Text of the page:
Elizabeth Banks and Sigourney Weaver appear in Call Jane by Phyllis Nagy, in the Premieres section.
By Lucy Spicer
The history of reproductive rights is long and fraught, and today’s political climate assures that the future remains uncertain. Activists who witnessed the expansion of abortion rights in America after Roe v. Wade are now seeing those rights diminished and challenged.
Reproductive rights are a clear theme in the 2022 Sundance Film Festival program lineup. The topic is represented in multiple film categories, including U.S. and World Documentary Competition, Premieres, and Spotlight. Period films and documentaries emerge as a popular medium through which to address the theme, as the struggles of those who have come before continue to resonate today. The lineup also reveals the intersectional nature of the fight for reproductive rights, with films also addressing issues of race, religion, class, and wealth disparity.
Below, discover selections from the lineup that highlight the issue of reproductive rights. While these films don’t shy away from tragedy and injustice, they also showcase the power and joy present in perseverance, love, and community.
Aftershock (U.S. Documentary) — The U.S. has one of the highest maternal mortality rates among industrialized nations, and Black women make up a disproportionately large percentage of that population. Aftershock follows the partners and families of Shamony Gibson and Amber Rose Isaac, two Black women whose deaths from childbirth complications were entirely preventable. Paula Eiselt and Tonya Lewis Lee’s documentary juxtaposes accounts of the exploitative nature of gynecology in the U.S. with emotional, uplifting footage of activists, birth workers, and families fighting for institutional change.
Happening (Spotlight) — In 1963, Anne is a university student in France with a promising life ahead. That is, until she discovers she’s pregnant. Abortion is illegal in France, but Anne is unwilling to relinquish her future. Faced with indifferent responses from those around her, a desperate but determined Anne seeks to end her pregnancy by any means possible. Based on Annie Ernaux’s memoir of the same name, Happening is director Audrey Diwan’s second feature; it was awarded the Golden Lion at the 2021 Venice Film Festival.
Call Jane (Premieres) — Joy has a perfectly ordinary life as a housewife in Chicago in 1968, until she is diagnosed with a life-threatening condition as a result of her pregnancy. When an unsympathetic medical system denies her the help she needs, Joy turns to the “Janes,” a secret organization run by women who provide her with a safe alternative, and, unexpectedly, a new sense of purpose. Inspired by the true story of the Jane Collective, director Phyllis Nagy’s film features a nuanced performance by Elizabeth Banks as Jane, a woman who must navigate the social and political shifts of Chicago in the late ’60s and early ’70s.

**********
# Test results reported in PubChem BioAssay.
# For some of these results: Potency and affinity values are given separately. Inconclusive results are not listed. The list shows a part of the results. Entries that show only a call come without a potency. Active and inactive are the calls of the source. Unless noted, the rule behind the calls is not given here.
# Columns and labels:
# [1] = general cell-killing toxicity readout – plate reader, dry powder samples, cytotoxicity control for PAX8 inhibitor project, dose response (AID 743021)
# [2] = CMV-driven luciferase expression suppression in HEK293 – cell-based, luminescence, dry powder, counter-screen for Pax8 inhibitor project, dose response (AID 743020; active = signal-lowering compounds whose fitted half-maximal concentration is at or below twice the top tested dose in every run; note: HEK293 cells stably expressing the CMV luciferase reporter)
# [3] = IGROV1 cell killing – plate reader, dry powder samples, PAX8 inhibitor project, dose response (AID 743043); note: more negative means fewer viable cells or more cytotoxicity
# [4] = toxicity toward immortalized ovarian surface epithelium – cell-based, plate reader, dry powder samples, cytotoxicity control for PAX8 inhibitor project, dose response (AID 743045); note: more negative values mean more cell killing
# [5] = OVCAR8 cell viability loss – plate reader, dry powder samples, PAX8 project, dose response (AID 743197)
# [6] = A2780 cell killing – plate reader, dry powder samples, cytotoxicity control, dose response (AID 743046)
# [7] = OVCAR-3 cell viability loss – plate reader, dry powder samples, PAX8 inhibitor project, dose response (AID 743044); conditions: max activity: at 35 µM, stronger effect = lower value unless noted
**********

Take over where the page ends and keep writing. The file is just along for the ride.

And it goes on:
The Janes (U.S. Documentary) — If you enjoy Call Jane, the natural next step is to watch Tia Lessin and Emma Pildes’ documentary The Janes, which features engrossing archival footage and interviews with founders and members of the underground organization. With unfaltering compassion, the “Janes” themselves recount the story of the secret network, from its small-scale beginnings to the police raid that led to the arrest of seven women.
Midwives (World Documentary) — Hla, a Buddhist, operates a makeshift clinic in a village in western Myanmar, where the Rohingya, a Muslim minority group, are persecuted and deprived of rights and resources. Nyo Nyo is a Muslim and an apprentice midwife studying under Hla. Despite the chaos and violence surrounding her, Nyo Nyo has ambitions to provide health care to her community. Snow Hnin Ei Hlaing’s debut feature-length documentary observes the complicated relationship between these two women who work together to help bring new life into a harsh environment.
Nothing Compares (World Documentary) — Sinéad O’Connor emerged from an abusive childhood with an undeniable talent and a strong refusal to conform to the societal expectations imposed upon her in predominantly Roman Catholic Ireland. Kathryn Ferguson’s debut feature documentary focuses on O’Connor’s life in the late 1980s and early 1990s, when the singer was building her career and establishing herself as a voice on issues such as abuse in the Roman Catholic Church, sexism, abortion rights, and racism. Archival footage and exclusive interviews paint a powerful portrait of a young artist determined to use her talent and platform to speak truth to power.